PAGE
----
I might add that there isn’t a shred of empirical evidence to suggest that the lax-rules approach is pastorally successful in bringing the bored, alienated, indifferent, or confused back to a full and sustained practice of the faith, whereas there’s lot of evidence that the living parts of the Church are those that have embraced the Pinckaers approach – which had a decisive influence on John Paul II’s encyclical on the renewal of Catholic moral theology, Veritatis Splendor. But that’s a tale for another time.

I was reminded of the Pinckaers/Häring divide when, a few months back, Cardinal Vincent Nichols of Westminster told a meeting in London that the Church would “persist” in being “awkward” when challenged by the many forms of the sexual revolution. But is that quite the right image? Is the Church being “awkward” (or “obstinate,” another term the cardinal used)?

The 21st-century Church that proclaims certain moral truths in the face of sharp cultural opposition isn’t being different for the sake of being different or mule-headed; and it isn’t being deliberately clumsy. The Church of the New Evangelization is saying, “Here’s what we think makes for the happiness you seek. Here are the virtues that make for that happiness, according to millennia of experience. Let’s talk about it.” That’s true pastoral accompaniment. 

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About George Weigel 419 Articles
George Weigel is Distinguished Senior Fellow of Washington's Ethics and Public Policy Center, where he holds the William E. Simon Chair in Catholic Studies. He is the author of over twenty books, including Witness to Hope: The Biography of Pope John Paul II (1999), The End and the Beginning: Pope John Paul II—The Victory of Freedom, the Last Years, the Legacy (2010), and The Irony of Modern Catholic History: How the Church Rediscovered Itself and Challenged the Modern World to Reform. His most recent books are The Next Pope: The Office of Peter and a Church in Mission (2020), and Not Forgotten: Elegies for, and Reminiscences of, a Diverse Cast of Characters, Most of Them Admirable (Ignatius, 2021).


  1. Maybe when bishops stop playing armchair politicians and parroting “social justice” dogma and start learning moral theology from the basics, things will change.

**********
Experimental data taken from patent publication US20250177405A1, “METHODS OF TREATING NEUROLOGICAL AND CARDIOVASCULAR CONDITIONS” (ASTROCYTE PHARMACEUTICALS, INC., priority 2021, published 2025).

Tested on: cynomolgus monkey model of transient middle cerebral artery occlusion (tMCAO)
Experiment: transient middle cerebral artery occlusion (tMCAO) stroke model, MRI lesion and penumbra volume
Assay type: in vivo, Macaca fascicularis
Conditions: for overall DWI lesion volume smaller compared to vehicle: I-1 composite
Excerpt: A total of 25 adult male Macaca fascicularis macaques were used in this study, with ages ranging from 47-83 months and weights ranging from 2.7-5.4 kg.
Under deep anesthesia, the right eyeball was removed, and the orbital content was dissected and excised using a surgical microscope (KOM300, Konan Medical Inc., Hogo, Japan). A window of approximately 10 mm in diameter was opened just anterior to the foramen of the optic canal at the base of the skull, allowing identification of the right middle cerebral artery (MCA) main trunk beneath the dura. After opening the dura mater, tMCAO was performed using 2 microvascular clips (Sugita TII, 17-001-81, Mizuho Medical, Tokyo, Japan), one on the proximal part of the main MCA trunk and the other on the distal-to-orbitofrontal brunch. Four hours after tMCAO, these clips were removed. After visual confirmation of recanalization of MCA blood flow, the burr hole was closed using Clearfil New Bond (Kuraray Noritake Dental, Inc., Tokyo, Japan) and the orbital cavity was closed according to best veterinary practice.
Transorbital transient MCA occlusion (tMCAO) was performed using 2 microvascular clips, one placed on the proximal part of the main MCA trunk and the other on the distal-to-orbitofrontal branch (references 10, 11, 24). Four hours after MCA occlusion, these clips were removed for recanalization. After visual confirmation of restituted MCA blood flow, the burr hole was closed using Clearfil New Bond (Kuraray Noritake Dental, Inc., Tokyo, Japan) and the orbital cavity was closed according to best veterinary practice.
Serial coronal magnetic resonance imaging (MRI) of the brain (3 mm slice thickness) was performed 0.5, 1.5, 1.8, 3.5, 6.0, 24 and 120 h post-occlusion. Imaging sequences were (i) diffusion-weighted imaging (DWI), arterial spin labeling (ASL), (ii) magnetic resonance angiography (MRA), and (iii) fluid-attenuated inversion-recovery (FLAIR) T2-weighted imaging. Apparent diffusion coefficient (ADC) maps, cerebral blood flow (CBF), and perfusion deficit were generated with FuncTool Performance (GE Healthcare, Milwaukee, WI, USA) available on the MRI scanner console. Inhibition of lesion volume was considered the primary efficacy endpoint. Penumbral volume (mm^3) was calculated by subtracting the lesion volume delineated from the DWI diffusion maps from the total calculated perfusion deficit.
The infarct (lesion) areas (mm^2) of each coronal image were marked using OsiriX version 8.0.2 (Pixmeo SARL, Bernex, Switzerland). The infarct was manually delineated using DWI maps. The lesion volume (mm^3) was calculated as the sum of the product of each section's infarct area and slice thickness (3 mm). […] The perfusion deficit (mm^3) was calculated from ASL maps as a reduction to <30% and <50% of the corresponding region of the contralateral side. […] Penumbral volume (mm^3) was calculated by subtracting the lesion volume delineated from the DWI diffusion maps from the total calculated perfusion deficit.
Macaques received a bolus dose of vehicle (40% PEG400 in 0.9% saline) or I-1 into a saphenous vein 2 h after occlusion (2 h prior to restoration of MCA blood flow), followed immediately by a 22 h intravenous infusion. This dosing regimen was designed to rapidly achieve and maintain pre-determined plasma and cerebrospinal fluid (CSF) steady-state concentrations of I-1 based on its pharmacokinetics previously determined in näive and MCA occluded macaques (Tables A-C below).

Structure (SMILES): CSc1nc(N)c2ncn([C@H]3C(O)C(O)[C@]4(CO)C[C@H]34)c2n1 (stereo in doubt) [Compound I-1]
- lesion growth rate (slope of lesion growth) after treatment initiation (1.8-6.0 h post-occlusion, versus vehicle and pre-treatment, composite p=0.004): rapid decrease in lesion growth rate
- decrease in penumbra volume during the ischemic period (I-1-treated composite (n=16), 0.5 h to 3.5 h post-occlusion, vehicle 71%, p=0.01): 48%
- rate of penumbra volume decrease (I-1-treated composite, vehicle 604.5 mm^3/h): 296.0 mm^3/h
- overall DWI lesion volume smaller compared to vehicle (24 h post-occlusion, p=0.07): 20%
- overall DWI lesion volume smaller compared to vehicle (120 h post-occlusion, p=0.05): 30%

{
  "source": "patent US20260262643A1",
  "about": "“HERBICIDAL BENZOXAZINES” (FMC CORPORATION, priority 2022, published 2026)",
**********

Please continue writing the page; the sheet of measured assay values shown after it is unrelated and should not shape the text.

2. There is not much to disagree with here in the proposed approach to evangelization – or as it applies to in this article – invitation. The tragedy however is always the same: to assume (just as does Pope Francis) that there is a huge underlying problem that does not exist. When is the last time Mr. Wiegel or Pope Francis fielded a telephone call in a parish office from a person (who has not practiced his faith for years)seeking (often combatively) to be a sponsor for baptism or confirmation. What do the New Evangelizers they think that we do? State a list of rules? We do relate the “rules” to happiness. We do invite the person back to bask in the sacramental life? We do convert all the “No’s” into “Yes’s”! Now we may not be leading evangelizers who write apostolic exhortations or who pen for Catholic periodicals, but some of us have minor degrees and just enough understanding of classical education (and experience) to know that virtue is directly related to happiness; and we do a pretty darn good job passing this on to others on the front lines. We are tired though of being told over and over again that we should be doing what we are already doing as if we are not doing it. Every time we are told this, another string is plucked from our heart leading to our disheartenment. We don’t expect a “thank you” (far too much to expect), but some acknowledgment would serve well. It might also be acknowledged that the hedonists have their own idea of happiness and it is called “pleasure” and that it is not easily uprooted by simple instances of invitation; and that the great difficulty we are having in evangelization is not because so many are not doing enough but that there is some very great competition from a deeply embedded alternative happiness. Only grace can uproot this, which is why I add prayer and liturgy to my poor and humble evangelization (and invitations). But once again, what do I know – I wasn’t even invited to the recent Convocation which by now should be half-way toward conquering the crisis.